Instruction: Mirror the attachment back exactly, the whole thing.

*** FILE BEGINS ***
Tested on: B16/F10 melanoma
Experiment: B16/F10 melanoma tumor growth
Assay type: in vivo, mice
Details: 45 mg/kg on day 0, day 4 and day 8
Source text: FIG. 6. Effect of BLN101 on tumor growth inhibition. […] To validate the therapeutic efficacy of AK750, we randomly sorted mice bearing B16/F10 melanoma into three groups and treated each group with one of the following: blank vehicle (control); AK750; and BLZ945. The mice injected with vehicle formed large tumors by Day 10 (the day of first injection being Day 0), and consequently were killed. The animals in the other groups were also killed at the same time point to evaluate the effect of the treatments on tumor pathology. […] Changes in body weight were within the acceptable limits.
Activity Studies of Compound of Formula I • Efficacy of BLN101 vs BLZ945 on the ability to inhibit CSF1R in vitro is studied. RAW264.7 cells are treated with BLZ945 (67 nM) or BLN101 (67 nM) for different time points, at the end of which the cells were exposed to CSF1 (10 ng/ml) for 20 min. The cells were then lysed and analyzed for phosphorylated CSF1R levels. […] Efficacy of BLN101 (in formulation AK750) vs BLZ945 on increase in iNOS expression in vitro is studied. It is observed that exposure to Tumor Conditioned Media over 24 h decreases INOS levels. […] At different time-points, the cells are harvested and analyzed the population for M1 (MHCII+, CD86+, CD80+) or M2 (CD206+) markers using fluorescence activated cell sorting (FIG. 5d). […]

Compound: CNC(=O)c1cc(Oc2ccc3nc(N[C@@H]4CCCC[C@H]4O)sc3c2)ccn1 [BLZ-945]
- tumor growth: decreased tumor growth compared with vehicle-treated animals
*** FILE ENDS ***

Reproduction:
Tested on: B16/F10 melanoma
Experiment: B16/F10 melanoma tumor growth
Assay type: in vivo, mice
Details: 45 mg/kg on day 0, day 4 and day 8
Source text: FIG. 6. Effect of BLN101 on tumor growth inhibition. […] To validate the therapeutic efficacy of AK750, we randomly sorted mice bearing B16/F10 melanoma into three groups and treated each group with one of the following: blank vehicle (control); AK750; and BLZ945. The mice injected with vehicle formed large tumors by Day 10 (the day of first injection being Day 0), and consequently were killed. The animals in the other groups were also killed at the same time point to evaluate the effect of the treatments on tumor pathology. […] Changes in body weight were within the acceptable limits.
Activity Studies of Compound of Formula I • Efficacy of BLN101 vs BLZ945 on the ability to inhibit CSF1R in vitro is studied. RAW264.7 cells are treated with BLZ945 (67 nM) or BLN101 (67 nM) for different time points, at the end of which the cells were exposed to CSF1 (10 ng/ml) for 20 min. The cells were then lysed and analyzed for phosphorylated CSF1R levels. […] Efficacy of BLN101 (in formulation AK750) vs BLZ945 on increase in iNOS expression in vitro is studied. It is observed that exposure to Tumor Conditioned Media over 24 h decreases INOS levels. […] At different time-points, the cells are harvested and analyzed the population for M1 (MHCII+, CD86+, CD80+) or M2 (CD206+) markers using fluorescence activated cell sorting (FIG. 5d). […]

Compound: CNC(=O)c1cc(Oc2ccc3nc(N[C@@H]4CCCC[C@H]4O)sc3c2)ccn1 [BLZ-945]
- tumor growth: decreased tumor growth compared with vehicle-treated animals